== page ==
Minimalism : A wonderland of shapes, colors and textures
Minimalism: Space. Light. Object. is the newest exhibition to grace National Gallery Singapore and the ArtScience Museum. Running from 16 November 2018 to 14 April 2019, get ready to experience one of the most influential art movements of the 20th century.
The exhibition is categorized into 3 sections: Space, Light and Object. From neon lights to the darkest black cosmic voids and even a mega death clock, here’s a sneak peek into one of the year’s most Instagrammable exhibitions.
Getting tickets to Minimalism
Minimalism is not only exhibited in the National Gallery Singapore but also the ArtScience museum. Klook your tickets and get an all access pass to the Minimalism displays at both institutions.
Better yet, if you’ve got the whole day free, be sure to also catch the Future World exhibition going on at the ArtScience museum. In collaboration with TeamLAB, the displays promise to take you into a whole new galaxy!
Klook your all access pass to the ArtScience Museum and enter all exhibits there with just one ticket. Check out our guide to the best Instaworthy spots in the exhibition and wow your friends with your feed!
National Gallery Singapore
1. Mega Death
Upon stepping into the room, you’ll be faced with 3 huge walls of LED numbers. Mega Death by Tatsuo Miyajima symbolizes the circle of life, where after the pause of death, repeats again. The numbers on the wall run from 1 to 9 and back down again.
2. Neon Light Installations
You’ll feel as if you’ve walked right into the rainbow connection. Neon Lights by Peter Kennedy will make you feel as if you’re standing right in the middle of a rainbow, and that being said, this wall makes for great OOTDs!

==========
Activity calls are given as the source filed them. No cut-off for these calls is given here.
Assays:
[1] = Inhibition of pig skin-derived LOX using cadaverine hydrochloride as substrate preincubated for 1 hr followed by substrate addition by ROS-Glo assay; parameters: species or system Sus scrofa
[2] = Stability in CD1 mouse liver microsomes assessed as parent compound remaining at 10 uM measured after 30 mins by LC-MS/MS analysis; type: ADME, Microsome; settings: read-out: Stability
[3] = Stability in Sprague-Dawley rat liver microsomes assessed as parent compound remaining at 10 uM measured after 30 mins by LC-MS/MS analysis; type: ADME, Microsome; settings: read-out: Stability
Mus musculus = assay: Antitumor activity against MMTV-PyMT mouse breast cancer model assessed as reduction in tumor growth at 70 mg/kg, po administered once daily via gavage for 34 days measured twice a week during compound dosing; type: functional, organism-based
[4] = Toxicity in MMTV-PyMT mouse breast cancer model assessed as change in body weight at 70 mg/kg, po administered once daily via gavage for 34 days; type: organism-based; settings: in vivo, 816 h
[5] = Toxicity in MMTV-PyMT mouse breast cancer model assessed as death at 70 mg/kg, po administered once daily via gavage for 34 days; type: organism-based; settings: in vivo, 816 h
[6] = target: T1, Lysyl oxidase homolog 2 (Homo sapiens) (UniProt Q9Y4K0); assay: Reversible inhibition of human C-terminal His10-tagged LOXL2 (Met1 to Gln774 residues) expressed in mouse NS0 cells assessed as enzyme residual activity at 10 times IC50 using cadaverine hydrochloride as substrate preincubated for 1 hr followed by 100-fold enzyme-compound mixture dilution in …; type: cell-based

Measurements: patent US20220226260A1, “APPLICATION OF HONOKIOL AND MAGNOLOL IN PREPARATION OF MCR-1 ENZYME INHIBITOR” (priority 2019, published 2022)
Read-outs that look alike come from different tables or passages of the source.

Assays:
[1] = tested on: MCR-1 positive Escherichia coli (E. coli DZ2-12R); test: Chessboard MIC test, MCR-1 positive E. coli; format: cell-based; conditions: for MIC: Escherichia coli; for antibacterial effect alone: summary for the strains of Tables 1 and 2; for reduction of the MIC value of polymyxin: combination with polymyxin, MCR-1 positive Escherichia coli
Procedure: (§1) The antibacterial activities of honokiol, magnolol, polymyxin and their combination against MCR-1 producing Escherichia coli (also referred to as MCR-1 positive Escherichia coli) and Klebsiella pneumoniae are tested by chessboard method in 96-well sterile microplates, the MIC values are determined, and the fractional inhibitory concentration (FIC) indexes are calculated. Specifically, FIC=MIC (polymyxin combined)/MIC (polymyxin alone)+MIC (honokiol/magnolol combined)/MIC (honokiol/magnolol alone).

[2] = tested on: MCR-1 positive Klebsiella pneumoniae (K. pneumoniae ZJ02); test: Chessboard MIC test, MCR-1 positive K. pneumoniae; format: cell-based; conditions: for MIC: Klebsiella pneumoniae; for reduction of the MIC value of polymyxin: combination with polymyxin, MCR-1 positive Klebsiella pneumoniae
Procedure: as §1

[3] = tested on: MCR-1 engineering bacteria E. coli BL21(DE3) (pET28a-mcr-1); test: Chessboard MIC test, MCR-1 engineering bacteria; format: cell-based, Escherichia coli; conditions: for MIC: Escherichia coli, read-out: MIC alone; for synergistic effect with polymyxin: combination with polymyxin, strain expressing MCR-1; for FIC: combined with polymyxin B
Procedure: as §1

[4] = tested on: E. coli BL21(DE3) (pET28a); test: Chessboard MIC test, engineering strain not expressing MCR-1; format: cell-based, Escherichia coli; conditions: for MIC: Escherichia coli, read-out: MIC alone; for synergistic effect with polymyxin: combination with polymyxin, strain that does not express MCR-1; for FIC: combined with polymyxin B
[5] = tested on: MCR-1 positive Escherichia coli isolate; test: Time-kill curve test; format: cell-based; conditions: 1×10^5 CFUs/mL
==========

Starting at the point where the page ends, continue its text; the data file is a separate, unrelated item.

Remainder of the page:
Take a moment or two ( or in our case many many moments) trying to figure out if this object is a hollow void or a filled sphere. This will make you rethink the way you look at objects as well as their physical characteristics.
Find out the answer at the end of the article.
4. Room for one color
Step into a monochrome world the moment you enter the doors to this exhibition, Room for one color. Crafted by Olafur Eliasson, the effect of the yellow lights will change your perspective of perception and color.
P.S. While this room is great for photographs, do take caution not to stay in there for too long as it might make you dizzy.
What seems to be a harmless cube, as you step closer, you’ll notice that these hanging strips are barbed wires. This display by Mona Hatoum is a reference to the potential division and violence embedded in the everyday life.
6. Work No 1343
If you’re feeling peckish, why not head to Gallery and Co for a bite? But, you’ll also be taking part in the Minimalism exhibition! Every single piece of furniture and cutlery has been carefully curated and placed on the tables and they all differ from table to table.
P.S. All these furniture and cutlery pieces were crowd sourced!
Klook your Gallery and Co set meals and enjoy your meal at a steal! Opt for the signature mushroom pasta or their Otak Otak Taco if you prefer a local twist. Otherwise, you can also get a cash voucher and order whatever you please!
7. Ink Feeding
In this display, the artist Zhang Yu stands over a stack of thousands of sheets of rice paper and carefully pours in ink from a large kettle. The ink will then get absorbed by the paper and eventually, the white cube transforms into a black cube.
8.+ and –
One of the most important symbols in Japanese Zen is an ink circle, also known as an enso. In this display, the repeated sweeping of the sand is not only therapeutic, it also makes you reflect on the absence and the presence, existence and non existence.
9. Moving Neon Cube
Probably a contrast to minimalism, this moving neon cube is ironic and thought provoking. The moving light screams for attention which seems to contradict the minimalist aesthetics. Yet the cube is seen to be the most minimalist form of a structure.
10. Seu corpo da obra ( Your Body of Work)
Seu corpo da obra or Your Body of Work is a dizzying array of colored transparent plastic sheets. Get lost in the maze of color and see how these change as the sheets overlap depending on your position in the maze.
Other things to explore in Singapore
P.S. It is hollow.